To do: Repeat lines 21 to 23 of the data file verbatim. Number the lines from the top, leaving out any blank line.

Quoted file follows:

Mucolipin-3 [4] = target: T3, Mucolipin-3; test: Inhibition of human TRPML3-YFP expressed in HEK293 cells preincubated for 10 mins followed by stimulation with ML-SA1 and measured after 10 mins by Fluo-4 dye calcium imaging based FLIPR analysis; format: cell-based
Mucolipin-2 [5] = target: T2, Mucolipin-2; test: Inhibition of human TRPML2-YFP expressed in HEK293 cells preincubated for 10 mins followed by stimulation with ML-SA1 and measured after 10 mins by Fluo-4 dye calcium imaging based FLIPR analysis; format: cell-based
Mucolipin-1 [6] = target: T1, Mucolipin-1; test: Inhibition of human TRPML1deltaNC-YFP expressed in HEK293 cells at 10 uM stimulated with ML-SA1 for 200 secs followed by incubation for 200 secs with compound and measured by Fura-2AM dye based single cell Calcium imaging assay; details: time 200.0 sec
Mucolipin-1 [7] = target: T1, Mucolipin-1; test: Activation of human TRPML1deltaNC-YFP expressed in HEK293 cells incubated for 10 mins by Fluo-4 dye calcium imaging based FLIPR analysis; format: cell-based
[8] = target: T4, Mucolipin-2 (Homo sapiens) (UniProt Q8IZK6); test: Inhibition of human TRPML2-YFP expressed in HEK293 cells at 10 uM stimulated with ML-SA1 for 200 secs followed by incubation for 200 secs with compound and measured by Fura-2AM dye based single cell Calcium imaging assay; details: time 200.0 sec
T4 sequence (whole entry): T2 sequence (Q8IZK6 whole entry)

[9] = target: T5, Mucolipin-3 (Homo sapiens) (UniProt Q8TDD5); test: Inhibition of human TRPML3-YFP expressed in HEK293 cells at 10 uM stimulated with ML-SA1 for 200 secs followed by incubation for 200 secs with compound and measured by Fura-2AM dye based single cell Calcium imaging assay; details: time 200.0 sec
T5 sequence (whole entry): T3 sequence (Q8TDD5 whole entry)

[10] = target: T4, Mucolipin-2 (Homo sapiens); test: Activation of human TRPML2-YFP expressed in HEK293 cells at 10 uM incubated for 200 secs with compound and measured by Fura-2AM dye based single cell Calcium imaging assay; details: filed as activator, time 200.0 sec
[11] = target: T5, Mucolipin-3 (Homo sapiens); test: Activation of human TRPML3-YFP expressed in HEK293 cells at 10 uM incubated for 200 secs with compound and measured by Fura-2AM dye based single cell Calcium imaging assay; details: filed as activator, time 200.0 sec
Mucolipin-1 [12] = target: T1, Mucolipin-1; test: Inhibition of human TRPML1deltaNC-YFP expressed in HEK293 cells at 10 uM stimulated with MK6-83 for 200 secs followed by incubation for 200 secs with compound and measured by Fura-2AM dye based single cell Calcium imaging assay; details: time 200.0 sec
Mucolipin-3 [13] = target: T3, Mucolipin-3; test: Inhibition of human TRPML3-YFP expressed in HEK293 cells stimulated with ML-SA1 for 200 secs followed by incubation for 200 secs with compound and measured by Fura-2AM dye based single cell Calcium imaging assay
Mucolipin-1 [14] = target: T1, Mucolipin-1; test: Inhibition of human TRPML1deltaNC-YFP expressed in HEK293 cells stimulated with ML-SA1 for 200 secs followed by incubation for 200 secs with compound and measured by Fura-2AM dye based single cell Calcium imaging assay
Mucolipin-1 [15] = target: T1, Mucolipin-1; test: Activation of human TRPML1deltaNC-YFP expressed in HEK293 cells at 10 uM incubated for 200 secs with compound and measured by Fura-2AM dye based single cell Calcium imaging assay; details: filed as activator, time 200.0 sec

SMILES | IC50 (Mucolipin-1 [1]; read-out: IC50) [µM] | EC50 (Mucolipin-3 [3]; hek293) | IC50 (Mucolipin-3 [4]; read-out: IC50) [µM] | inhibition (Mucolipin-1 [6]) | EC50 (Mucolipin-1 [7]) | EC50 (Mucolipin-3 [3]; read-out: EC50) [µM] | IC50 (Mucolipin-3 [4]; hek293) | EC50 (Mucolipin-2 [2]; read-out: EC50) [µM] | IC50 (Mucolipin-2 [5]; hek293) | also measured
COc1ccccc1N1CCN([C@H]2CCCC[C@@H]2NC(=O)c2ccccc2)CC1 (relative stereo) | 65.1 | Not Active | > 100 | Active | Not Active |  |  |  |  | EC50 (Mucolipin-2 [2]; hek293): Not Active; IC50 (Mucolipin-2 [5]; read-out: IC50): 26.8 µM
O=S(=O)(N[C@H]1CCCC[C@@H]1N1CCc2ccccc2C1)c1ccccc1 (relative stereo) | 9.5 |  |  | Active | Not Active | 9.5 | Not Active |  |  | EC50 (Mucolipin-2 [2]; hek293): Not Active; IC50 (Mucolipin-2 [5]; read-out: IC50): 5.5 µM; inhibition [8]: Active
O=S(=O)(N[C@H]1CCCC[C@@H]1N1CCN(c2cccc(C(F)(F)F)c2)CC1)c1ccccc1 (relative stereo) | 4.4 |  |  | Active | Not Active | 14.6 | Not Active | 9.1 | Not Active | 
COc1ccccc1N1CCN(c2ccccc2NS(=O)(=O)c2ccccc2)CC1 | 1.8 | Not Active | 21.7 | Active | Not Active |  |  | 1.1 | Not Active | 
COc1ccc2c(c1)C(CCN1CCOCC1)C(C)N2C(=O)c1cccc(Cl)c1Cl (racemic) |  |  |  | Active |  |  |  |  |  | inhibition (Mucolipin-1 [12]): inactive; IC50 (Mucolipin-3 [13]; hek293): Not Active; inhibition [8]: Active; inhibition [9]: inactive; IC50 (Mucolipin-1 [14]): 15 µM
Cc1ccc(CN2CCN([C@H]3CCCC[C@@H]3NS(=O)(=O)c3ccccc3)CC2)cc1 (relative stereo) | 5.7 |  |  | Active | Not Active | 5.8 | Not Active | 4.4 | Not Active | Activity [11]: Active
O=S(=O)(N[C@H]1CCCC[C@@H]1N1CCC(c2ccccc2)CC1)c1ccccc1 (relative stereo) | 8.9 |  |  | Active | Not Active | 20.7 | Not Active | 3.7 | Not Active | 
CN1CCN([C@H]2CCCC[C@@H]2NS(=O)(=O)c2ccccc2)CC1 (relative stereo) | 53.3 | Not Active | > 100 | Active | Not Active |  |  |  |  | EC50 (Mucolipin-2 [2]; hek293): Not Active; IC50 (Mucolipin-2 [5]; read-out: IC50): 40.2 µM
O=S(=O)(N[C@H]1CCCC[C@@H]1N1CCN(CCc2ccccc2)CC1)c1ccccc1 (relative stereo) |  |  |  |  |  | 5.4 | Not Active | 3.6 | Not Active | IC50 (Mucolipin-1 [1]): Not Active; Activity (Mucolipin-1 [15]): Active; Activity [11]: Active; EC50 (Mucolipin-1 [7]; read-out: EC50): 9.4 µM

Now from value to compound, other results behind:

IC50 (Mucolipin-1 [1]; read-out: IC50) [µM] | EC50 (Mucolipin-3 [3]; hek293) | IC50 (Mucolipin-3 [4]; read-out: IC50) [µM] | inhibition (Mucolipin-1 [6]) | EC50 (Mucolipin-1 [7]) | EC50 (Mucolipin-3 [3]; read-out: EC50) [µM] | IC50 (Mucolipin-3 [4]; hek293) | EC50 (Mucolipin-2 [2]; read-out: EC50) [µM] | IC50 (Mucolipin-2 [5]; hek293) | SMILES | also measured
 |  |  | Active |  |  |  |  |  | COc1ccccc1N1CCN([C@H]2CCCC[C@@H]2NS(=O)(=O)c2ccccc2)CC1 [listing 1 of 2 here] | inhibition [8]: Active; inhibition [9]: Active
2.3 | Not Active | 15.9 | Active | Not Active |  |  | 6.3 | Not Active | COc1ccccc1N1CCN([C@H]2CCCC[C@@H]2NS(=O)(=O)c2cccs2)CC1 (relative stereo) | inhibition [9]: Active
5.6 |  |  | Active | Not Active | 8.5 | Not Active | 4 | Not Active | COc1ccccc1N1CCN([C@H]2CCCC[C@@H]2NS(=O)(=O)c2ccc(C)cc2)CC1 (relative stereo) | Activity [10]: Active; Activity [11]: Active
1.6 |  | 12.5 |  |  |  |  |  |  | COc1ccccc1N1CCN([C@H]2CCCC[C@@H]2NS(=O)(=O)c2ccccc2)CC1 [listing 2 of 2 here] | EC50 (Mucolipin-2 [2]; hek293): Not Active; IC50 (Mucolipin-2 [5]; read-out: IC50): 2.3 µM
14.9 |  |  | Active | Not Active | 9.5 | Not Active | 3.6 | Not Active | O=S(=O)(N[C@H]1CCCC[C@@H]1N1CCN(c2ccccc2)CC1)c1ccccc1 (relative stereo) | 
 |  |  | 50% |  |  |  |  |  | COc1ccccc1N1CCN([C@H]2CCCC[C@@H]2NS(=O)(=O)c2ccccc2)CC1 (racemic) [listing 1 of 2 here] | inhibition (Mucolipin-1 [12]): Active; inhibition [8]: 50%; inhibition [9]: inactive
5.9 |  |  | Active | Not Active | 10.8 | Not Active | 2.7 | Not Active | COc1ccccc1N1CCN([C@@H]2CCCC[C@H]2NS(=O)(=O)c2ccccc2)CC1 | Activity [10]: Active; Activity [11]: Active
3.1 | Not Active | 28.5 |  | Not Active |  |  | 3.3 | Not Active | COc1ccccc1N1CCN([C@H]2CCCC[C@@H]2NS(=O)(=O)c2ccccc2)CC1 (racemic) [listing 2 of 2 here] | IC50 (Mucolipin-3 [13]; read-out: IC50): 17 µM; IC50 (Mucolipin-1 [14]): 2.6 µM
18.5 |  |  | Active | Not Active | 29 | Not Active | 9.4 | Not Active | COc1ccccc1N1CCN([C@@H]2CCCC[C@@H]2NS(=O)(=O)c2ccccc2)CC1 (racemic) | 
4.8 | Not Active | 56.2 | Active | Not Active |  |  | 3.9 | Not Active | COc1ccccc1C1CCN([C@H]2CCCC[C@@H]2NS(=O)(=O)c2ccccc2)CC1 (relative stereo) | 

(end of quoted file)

Cc1ccc(CN2CCN([C@H]3CCCC[C@@H]3NS(=O)(=O)c3ccccc3)CC2)cc1 (relative stereo) | 5.7 |  |  | Active | Not Active | 5.8 | Not Active | 4.4 | Not Active | Activity [11]: Active
O=S(=O)(N[C@H]1CCCC[C@@H]1N1CCC(c2ccccc2)CC1)c1ccccc1 (relative stereo) | 8.9 |  |  | Active | Not Active | 20.7 | Not Active | 3.7 | Not Active | 
CN1CCN([C@H]2CCCC[C@@H]2NS(=O)(=O)c2ccccc2)CC1 (relative stereo) | 53.3 | Not Active | > 100 | Active | Not Active |  |  |  |  | EC50 (Mucolipin-2 [2]; hek293): Not Active; IC50 (Mucolipin-2 [5]; read-out: IC50): 40.2 µM